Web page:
What is disheartening to me is that some Catholics oppose the invitation to President Obama because he holds views that are different from official Catholic teaching. Because of these differences, he should be prevented from speaking in a Catholic venue. Surely this resistance does not result from an insecurity among those who hold a Catholic view or an inability to articulate the Catholic view with a force of reason and theological understanding. But why else would Catholics oppose the invitation? Is it because the president's speaking would appear to be a legitimation of his opposing views on abortion and stem cell research? Could it be that the invitation subtly acknowledges the plausibility of non-Catholic views on these matters?
Or could it be that those Catholics who are so opposed to the invitation are simply intolerant, unwilling to acknowledge and accept the right of the President of the United States--or any other citizen of this country--to hold and express views that are not universally shared and are in fact socially and morally controversial?
There is no reason to believe that the university's invitation represents a change in its Catholic views on these matters, any more than the president's acceptance of the invitation signals a change in his own views. Indeed, it is most likely that the subjects of abortion and stem cell research will go unmentioned in the speech--there are equally grave matters before us as a civil society that need the attention and analysis of our leaders. Moreover, I hardly think the commencement address is a fitting venue to hold a public policy debate on these two issues, and I'm reasonably certain that the university did not invite the president with the expectation that such a debate would occur.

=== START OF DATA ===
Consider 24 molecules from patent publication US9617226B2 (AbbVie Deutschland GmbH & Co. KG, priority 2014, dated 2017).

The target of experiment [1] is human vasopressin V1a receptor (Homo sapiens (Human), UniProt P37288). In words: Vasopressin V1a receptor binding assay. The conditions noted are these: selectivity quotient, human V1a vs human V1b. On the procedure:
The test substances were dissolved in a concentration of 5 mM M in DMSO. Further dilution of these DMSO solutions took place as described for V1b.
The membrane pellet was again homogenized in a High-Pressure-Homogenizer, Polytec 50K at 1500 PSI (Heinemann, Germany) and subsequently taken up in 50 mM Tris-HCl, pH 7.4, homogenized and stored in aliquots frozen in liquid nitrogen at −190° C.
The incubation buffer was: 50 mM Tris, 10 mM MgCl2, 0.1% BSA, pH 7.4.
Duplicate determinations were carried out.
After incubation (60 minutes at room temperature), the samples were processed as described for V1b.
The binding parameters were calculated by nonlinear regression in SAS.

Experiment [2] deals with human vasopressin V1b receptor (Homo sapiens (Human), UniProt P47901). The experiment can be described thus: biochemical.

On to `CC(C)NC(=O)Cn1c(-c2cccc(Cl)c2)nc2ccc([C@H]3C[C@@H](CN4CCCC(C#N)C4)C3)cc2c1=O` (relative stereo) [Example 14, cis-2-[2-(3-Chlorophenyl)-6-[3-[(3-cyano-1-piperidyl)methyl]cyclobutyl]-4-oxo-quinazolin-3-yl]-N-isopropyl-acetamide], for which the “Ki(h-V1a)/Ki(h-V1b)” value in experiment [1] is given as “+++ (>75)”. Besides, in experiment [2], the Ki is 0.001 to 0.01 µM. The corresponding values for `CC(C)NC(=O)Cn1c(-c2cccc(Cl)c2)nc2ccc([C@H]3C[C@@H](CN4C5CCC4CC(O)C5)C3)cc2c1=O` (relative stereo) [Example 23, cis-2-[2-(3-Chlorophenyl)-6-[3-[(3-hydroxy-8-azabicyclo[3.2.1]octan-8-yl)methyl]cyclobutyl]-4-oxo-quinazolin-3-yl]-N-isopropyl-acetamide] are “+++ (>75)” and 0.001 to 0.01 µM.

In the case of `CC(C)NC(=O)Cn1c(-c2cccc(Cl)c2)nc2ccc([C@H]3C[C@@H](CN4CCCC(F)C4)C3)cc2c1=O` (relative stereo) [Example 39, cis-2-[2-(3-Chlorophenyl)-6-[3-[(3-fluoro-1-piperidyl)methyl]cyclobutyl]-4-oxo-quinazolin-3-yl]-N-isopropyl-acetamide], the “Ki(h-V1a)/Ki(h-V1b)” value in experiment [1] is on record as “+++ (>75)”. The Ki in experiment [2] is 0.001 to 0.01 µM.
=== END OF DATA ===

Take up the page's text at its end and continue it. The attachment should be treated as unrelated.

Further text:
The General Social Survey, conducted biennially by the National Opinion Research Center, asks a series of questions designed to measure the degree of tolerance toward certain groups typically regarded as outside the mainstream of American social and political life. These groups are those who are anti-religion, socialist, racist, communist, militarist or homosexual. In particular, the questions ask the respondent whether such persons should or should not be allowed to speak in their community, to teach in a college or university, or to have a book written by such a person available on the shelf at the public library.
It is painful to think that some leaders of a religious tradition that I honor and respect seem to have taken on a new form of intolerance directed against a democratically elected national political leader. It occurs to me that the invitation by the university can and should be seen as a measure of its honor and respect not only for the presidency, but for the man who occupies the office. And certainly the acceptance of the invitation can and must be seen as a measure of honor and respect for the University of Notre Dame, perhaps the most prestigious Catholic university in the U.S. We live in a civil democracy where the intent is for all to have unfettered access to, and unrestrained participation in, the public venues where the discussion of matters that affect our common life take place. Universities, as free communities of inquiry and learning, are one of those venues, and to contend that a president who holds a different view should not be allowed to speak there can only be construed as intolerance.
My respect for Roman Catholics is not diminished, but I think in some ways the faith has been.
Douglas R. Sharp